Edward A. LeLacheur Park
Team: Lowell Spinners
Located just 30 miles north of Fenway Park, LeLacheur Park is firmly in Red Sox territory and there is no mistaking that while taking in a game at the ballpark. The Red Sox logo is plastered in multiple locations outside. Once inside you climb a set of stairs to the concourse where there is a large picture of Fenway Park with a sign pointing the directions to the other Red Sox affiliates and the distances to each. The Spinners also share the LeLacheur Park with the UMass-Lowell baseball team and the ballpark sits near campus and there are dorms and campus buildings. The Spinners got their name from the city’s mill history and their ballpark stands in the middle of the old mill section of Lowell with multiple smokestacks and old warehouses visible from the ballpark.
The seating bowl wraps around the infield with the wide concourse situated above allowing you to keep track of the game while you grab a bite. The Merrimack River flows behind the outfield fence but goes almost unnoticed except for the Aiken Street Bridge behind the right field wall. The press box is housed in a brick building takes up a couple of rows of seats behind home plate.
Best Spot for Beer:
There is a Corona Tiki Hut along the first base side with some Sam Adams and Harpoon as options along with many of the big boys. There is a cart right next to the press box on the concourse that proclaims to be dedicated to “Craft Beer Cans”. However, upon closer inspection it had no truly local options but had additional offerings from Sam Adams and Harpoon along with Leinenkugels and Narragansett.
Red Sox fans in New England are lucky to have multiple farm teams close to their parent club. LeLacheur Park is the shortest distance from downtown Boston and worth the short drive to see, what are many times, the newest members of the Red Sox organization.
Navigation Brewing Co.
Rating: Triple +
Brew Basics: But really, what else do you need besides good beer?
This place was quite a find, and we mean “find” literally. Navigation takes up a tiny garage bay thatâ€™s located in a huge, converted warehouse-come-shops. Theyâ€™ve got the basics, a mug club, growlers, bombers etc. Thereâ€™s an arcade game, 8 tables and some sparse craft shop nautical decor – frames, Guinness beer signs, lighthouse lanterns, and the like.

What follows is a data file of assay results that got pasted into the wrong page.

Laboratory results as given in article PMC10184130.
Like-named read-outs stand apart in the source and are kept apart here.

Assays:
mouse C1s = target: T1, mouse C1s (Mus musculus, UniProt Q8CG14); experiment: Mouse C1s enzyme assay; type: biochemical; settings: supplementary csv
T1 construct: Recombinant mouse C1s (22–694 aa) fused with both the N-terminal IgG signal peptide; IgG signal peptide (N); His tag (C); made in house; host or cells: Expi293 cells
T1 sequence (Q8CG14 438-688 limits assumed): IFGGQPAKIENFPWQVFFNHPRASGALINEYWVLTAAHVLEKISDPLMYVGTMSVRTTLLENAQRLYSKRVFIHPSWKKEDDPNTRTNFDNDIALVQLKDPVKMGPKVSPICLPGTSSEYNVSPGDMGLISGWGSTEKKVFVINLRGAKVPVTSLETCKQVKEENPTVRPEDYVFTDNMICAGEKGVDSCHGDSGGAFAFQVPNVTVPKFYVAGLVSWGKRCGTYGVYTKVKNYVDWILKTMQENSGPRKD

So tiny, not much on decor, but a ton, ton of potential. The people are super friendly, there are kids everywhere and even a well behaved dog hanging out. Free tasters up the positive quotient of this place, but the beer sells itself. To the point that (when we visited) they were no longer bottling because they couldnâ€™t keep up with demand. Itâ€™s a great problem to have, and one theyâ€™re hoping to remedy with a new bottle works that may allow for cans to go.
They had space for four taps, but, much to our sorrow, they were out of one – the American Stout. We made sure to grab the other three just in case those taps kicked as well:
Make Way (5.5%) – This hopped, American Pale Ale poured a dark, true golden color. It smells hoppy, opens with a big floral bouquet profile, and ends hoppy and dry with Citra notes.
IPA – Has a distinct hop aroma that is tangy at first and mellows quickly. Their IPA is drier than many of the juice bombs you come across in this region. It pours a dark, slightly hazy yellow and has a palate that blends Simcoe, Mosaic and Citra hops.
Coffee Porter (6.2%) – Great aroma thatâ€™s creamy, yet coffeed. The nose is creamy milk chocolate and roasted malts, an excellent blend that forms a smooth, lactosey beer that is just enough sweet without any cloying feel.
122 Western Avenue
Lowell, MA 01851